Two Words I’ve Faced My Entire Life That I’m Finally Confronting Today


“No Asians.”

These two words came back to haunt me at this intersection of AAPI Heritage Month and Pride Month as I consider the increasing violence and mass murders of Asian Americans at no end.

Growing up closeted in New York, I sought to find my community online. It was a dark place. I was told regularly through messages on gay dating platforms: “Sorry, not into Asians,” or the occasional backhanded compliment, “Oh, you’re good looking for an Asian.” But perhaps the most striking and frequent were two words written blatantly and prevalently on users’ public profiles: “No Asians.” Those words spoke for themselves. I grew up bottling up this sense of shame for my heritage, my race and my identity. To simply get through life, I normalized this constant racial rejection. I struggled in dating and in relationships, in self-care and self-love for years, believing that I was less desired and not sexually viable.

Two decades later, AAPI LGBTQ+ issues still render invisible and remain unaddressed. A recent study has almost 3 in 4 AAPI LGBTQ+ youth today often feeling worthless or hopeless. Yet these statistics are not surprising. “No Asians” is a phrase still used in the LGBTQ+ community and it goes mostly unchallenged.

Platforms like Grindr and Scruff have completely failed the AAPI community. Not only did they turn a blind eye to our and other marginalized communities, but they also took zero action to suspend racist users. They even introduced and defended filtering of profiles by ethnicity. Only recently did they agree to remove their ethnicity filter after the BLM movement last June.

But the damage was done. Every time I saw those words, and every time I had to normalize the constant rejection of my ethnicity within my own LGBTQ+ community, it slowly ate away at my own self-worth and my struggle to be proud of my identity as a Chinese American living in the “United” States.

Hoa People 華人

Rejection within our own community isn’t anything new. We only need to look as far as my family’s story. My family is ethnically Chinese; my grandparents fled China after the communist revolution and had my parents in Vietnam. My parents were discriminated against, seen as competition for local jobs and as perpetual foreigners. There was even a term for these “other” Chinese people: “Hoa 華人”.

When Vietnam fell to communist rule, Hoa people were targeted and my family had their home confiscated in 1979. Without a home in a country where they were born, they sought to flee by boat. It’s a known risky journey: My grandaunt’s family boat capsized with all of the passengers onboard. My parents were among the lucky ones and were eventually admitted as Vietnam War refugees to New York, coming here with virtually nothing but pain and hope. I’m inspired by my parents for their courage, though their lived experiences had a complicated impact on how I’ve dealt with my intersectional identity.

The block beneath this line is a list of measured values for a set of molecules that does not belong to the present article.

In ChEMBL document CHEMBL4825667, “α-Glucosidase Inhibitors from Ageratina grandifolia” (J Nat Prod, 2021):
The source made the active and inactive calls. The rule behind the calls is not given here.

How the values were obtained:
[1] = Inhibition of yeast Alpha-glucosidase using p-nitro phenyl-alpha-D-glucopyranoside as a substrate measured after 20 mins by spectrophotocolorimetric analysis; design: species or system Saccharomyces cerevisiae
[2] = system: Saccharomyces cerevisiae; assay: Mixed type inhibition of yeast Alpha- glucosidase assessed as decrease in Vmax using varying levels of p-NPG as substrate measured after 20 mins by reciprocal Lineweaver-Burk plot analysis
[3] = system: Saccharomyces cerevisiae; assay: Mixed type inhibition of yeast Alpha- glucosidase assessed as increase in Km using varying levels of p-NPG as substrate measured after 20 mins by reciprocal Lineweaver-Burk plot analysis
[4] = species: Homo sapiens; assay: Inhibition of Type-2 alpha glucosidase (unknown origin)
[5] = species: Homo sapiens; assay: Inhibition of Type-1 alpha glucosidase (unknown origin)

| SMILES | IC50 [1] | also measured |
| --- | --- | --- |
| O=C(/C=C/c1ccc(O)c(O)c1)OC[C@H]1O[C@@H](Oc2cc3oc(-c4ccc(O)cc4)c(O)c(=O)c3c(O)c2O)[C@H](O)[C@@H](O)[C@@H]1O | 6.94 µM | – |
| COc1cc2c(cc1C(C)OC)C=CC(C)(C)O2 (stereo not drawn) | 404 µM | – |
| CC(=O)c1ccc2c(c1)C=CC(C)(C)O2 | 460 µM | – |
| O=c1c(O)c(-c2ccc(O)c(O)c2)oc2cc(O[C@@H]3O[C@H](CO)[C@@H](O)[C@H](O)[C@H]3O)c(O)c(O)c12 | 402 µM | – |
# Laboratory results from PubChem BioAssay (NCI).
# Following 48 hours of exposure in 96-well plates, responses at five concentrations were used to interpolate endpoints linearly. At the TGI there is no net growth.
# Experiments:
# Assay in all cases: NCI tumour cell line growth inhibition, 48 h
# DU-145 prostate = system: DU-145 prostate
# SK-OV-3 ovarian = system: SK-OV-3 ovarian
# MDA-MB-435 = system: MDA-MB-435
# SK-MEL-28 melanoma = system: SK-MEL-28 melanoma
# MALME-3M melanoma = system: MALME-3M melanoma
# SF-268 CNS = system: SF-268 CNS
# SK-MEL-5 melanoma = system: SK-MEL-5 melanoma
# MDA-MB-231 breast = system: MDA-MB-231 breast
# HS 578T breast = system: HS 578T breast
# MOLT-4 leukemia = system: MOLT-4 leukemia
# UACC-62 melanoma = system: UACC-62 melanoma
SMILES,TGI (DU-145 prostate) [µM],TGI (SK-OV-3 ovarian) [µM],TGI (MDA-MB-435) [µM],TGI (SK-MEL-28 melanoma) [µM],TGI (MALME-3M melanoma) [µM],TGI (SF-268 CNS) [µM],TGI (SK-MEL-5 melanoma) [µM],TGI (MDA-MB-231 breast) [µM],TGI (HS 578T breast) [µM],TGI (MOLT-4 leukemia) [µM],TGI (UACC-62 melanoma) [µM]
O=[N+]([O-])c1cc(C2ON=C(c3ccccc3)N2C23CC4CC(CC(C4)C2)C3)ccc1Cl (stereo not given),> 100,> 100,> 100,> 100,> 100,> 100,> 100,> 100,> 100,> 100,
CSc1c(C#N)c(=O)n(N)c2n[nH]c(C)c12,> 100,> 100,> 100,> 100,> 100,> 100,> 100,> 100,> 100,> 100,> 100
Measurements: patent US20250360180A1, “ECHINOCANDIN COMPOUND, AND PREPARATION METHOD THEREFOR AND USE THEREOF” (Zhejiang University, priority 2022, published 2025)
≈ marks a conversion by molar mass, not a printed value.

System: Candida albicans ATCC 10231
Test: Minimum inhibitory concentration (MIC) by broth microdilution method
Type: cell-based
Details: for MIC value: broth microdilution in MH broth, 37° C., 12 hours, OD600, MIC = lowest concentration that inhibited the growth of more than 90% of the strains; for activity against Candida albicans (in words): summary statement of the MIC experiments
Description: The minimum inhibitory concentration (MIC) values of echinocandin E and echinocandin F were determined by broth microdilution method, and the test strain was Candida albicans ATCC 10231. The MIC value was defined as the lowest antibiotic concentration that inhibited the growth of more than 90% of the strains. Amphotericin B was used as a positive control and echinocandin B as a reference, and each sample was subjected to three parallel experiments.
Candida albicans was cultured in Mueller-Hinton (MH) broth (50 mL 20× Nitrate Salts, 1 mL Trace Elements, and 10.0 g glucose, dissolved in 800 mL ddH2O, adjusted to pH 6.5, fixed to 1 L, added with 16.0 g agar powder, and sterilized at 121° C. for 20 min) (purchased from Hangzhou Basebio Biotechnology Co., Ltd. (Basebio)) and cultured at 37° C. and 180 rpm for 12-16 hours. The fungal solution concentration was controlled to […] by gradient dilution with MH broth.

“Society taught me to internalize the model minority myth, that I already had it good enough here and I didn’t have the right to seek help or complain.”

What does it mean to be a gay Asian American?

It means being taught to be grateful for being born here and having a roof over our heads, which wasn’t a guarantee my parents always had. It means being taught to “put your head down and work hard,” because we already stand out in America and could be targeted, just like the “Hoa” were. It means justifying the overt racism I face, because platforms created to connect with my own community have normalized it. It means justifying being objectified and fetishized as a “Gaysian,” because for someone who makes it known they like only Asians, it’s better than “No Asians,” right? And it means burying my feelings, because society taught me to internalize the model minority myth, that I already had it good enough here and I didn’t have the right to seek help or complain.

I’ve never told anyone how “No Asians” made me feel. Not my friends, my family, my loved ones. Maybe because I normalized it myself. Maybe because it was too painful to unpack.

The Intersectionality of Oppression